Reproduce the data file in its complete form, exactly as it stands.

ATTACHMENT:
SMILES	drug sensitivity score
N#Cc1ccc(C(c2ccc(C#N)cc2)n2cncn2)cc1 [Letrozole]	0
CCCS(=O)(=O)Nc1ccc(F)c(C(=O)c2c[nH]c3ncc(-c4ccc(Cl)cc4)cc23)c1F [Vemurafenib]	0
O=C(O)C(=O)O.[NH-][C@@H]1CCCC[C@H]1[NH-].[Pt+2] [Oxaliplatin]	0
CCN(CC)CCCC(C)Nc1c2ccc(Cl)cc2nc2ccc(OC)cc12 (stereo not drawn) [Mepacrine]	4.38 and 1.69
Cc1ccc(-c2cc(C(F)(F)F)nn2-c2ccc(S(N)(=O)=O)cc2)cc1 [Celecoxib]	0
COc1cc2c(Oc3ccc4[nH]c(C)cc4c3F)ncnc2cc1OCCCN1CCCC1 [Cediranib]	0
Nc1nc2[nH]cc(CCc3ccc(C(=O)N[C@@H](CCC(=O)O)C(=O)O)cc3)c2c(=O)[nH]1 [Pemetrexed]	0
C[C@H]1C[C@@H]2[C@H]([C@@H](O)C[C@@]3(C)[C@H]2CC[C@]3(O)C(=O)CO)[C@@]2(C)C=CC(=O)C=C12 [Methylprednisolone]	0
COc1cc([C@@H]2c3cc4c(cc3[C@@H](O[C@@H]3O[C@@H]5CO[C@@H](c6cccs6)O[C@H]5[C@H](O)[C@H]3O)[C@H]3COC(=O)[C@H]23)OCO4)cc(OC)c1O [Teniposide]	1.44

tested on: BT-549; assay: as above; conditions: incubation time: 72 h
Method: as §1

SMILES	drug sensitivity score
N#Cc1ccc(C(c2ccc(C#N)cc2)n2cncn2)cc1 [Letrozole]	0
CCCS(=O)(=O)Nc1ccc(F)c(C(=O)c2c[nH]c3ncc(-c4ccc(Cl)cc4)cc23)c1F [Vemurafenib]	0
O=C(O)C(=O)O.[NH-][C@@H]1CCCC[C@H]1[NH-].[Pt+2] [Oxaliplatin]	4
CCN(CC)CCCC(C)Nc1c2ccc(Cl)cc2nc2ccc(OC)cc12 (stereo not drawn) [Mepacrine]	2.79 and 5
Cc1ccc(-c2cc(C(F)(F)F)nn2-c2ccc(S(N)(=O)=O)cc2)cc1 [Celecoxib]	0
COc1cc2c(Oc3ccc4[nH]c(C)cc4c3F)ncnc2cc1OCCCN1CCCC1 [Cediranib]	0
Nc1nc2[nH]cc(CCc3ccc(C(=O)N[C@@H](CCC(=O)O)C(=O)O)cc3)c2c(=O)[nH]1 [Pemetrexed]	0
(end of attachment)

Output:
SMILES	drug sensitivity score
N#Cc1ccc(C(c2ccc(C#N)cc2)n2cncn2)cc1 [Letrozole]	0
CCCS(=O)(=O)Nc1ccc(F)c(C(=O)c2c[nH]c3ncc(-c4ccc(Cl)cc4)cc23)c1F [Vemurafenib]	0
O=C(O)C(=O)O.[NH-][C@@H]1CCCC[C@H]1[NH-].[Pt+2] [Oxaliplatin]	0
CCN(CC)CCCC(C)Nc1c2ccc(Cl)cc2nc2ccc(OC)cc12 (stereo not drawn) [Mepacrine]	4.38 and 1.69
Cc1ccc(-c2cc(C(F)(F)F)nn2-c2ccc(S(N)(=O)=O)cc2)cc1 [Celecoxib]	0
COc1cc2c(Oc3ccc4[nH]c(C)cc4c3F)ncnc2cc1OCCCN1CCCC1 [Cediranib]	0
Nc1nc2[nH]cc(CCc3ccc(C(=O)N[C@@H](CCC(=O)O)C(=O)O)cc3)c2c(=O)[nH]1 [Pemetrexed]	0
C[C@H]1C[C@@H]2[C@H]([C@@H](O)C[C@@]3(C)[C@H]2CC[C@]3(O)C(=O)CO)[C@@]2(C)C=CC(=O)C=C12 [Methylprednisolone]	0
COc1cc([C@@H]2c3cc4c(cc3[C@@H](O[C@@H]3O[C@@H]5CO[C@@H](c6cccs6)O[C@H]5[C@H](O)[C@H]3O)[C@H]3COC(=O)[C@H]23)OCO4)cc(OC)c1O [Teniposide]	1.44

tested on: BT-549; assay: as above; conditions: incubation time: 72 h
Method: as §1

SMILES	drug sensitivity score
N#Cc1ccc(C(c2ccc(C#N)cc2)n2cncn2)cc1 [Letrozole]	0
CCCS(=O)(=O)Nc1ccc(F)c(C(=O)c2c[nH]c3ncc(-c4ccc(Cl)cc4)cc23)c1F [Vemurafenib]	0
O=C(O)C(=O)O.[NH-][C@@H]1CCCC[C@H]1[NH-].[Pt+2] [Oxaliplatin]	4
CCN(CC)CCCC(C)Nc1c2ccc(Cl)cc2nc2ccc(OC)cc12 (stereo not drawn) [Mepacrine]	2.79 and 5
Cc1ccc(-c2cc(C(F)(F)F)nn2-c2ccc(S(N)(=O)=O)cc2)cc1 [Celecoxib]	0
COc1cc2c(Oc3ccc4[nH]c(C)cc4c3F)ncnc2cc1OCCCN1CCCC1 [Cediranib]	0
Nc1nc2[nH]cc(CCc3ccc(C(=O)N[C@@H](CCC(=O)O)C(=O)O)cc3)c2c(=O)[nH]1 [Pemetrexed]	0